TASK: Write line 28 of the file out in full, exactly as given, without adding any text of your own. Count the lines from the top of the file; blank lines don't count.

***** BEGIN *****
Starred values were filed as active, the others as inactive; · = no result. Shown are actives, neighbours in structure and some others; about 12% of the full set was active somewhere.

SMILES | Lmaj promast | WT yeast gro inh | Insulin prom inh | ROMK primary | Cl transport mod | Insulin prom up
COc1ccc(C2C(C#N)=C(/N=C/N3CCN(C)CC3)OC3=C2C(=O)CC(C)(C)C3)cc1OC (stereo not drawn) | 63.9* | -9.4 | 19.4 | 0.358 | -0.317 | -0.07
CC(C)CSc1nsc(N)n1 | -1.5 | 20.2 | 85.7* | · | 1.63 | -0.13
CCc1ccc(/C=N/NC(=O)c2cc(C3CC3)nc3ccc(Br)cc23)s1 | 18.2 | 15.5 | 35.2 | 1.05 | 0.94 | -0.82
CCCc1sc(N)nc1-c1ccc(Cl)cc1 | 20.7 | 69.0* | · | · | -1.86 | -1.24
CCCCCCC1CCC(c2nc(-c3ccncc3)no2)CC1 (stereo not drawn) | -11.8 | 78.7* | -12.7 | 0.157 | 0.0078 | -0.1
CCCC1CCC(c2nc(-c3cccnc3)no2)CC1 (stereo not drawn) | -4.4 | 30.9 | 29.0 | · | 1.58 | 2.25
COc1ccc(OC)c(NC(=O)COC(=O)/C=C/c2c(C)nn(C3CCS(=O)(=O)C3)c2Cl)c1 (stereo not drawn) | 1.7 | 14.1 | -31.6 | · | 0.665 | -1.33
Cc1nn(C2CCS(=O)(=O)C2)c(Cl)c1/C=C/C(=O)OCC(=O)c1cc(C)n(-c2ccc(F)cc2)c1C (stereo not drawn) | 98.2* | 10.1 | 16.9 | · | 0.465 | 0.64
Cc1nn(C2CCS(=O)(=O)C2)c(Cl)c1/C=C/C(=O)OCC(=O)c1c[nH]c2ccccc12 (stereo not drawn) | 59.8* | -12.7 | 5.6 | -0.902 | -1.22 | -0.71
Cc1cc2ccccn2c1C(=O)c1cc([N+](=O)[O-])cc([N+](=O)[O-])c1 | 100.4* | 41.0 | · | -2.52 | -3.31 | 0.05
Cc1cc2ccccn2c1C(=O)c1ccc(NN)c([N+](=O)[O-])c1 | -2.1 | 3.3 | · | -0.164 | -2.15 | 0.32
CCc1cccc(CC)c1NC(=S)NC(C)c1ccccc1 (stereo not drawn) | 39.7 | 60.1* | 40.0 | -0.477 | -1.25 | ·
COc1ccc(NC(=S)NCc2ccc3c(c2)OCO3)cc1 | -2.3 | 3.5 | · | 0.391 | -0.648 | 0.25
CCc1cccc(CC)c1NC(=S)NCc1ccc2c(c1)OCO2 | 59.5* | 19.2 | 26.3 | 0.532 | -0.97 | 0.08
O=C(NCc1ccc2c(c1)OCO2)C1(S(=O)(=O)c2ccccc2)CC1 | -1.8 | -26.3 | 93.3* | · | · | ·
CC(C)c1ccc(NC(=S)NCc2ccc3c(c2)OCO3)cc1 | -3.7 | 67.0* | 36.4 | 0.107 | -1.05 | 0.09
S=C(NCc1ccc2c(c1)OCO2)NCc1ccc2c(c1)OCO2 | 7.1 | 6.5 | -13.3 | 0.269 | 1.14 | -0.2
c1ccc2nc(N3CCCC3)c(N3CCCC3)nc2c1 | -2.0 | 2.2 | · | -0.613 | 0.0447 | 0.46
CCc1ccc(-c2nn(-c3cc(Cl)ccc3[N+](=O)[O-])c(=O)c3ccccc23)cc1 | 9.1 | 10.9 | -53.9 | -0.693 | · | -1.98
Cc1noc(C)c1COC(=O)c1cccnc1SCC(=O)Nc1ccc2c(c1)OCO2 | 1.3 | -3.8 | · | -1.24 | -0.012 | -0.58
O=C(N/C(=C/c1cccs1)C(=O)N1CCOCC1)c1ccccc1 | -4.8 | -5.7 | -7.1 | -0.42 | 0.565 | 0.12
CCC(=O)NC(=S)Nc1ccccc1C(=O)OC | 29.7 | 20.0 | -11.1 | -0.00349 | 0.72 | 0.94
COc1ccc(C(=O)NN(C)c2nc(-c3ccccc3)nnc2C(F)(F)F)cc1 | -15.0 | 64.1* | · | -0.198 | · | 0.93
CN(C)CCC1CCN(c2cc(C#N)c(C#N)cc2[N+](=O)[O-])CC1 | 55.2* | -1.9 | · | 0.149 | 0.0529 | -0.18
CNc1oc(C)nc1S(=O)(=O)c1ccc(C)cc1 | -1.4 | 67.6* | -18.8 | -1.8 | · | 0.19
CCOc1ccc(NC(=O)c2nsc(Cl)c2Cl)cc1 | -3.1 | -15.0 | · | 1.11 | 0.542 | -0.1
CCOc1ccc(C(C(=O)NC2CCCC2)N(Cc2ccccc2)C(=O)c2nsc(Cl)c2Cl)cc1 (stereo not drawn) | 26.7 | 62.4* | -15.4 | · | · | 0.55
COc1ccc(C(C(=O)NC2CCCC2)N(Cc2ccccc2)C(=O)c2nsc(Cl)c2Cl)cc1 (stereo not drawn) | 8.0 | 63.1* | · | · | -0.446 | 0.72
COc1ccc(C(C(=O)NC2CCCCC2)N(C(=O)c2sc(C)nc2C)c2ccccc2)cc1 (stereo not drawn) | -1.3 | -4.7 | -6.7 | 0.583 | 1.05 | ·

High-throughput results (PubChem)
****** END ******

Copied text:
CCOc1ccc(NC(=O)c2nsc(Cl)c2Cl)cc1 | -3.1 | -15.0 | · | 1.11 | 0.542 | -0.1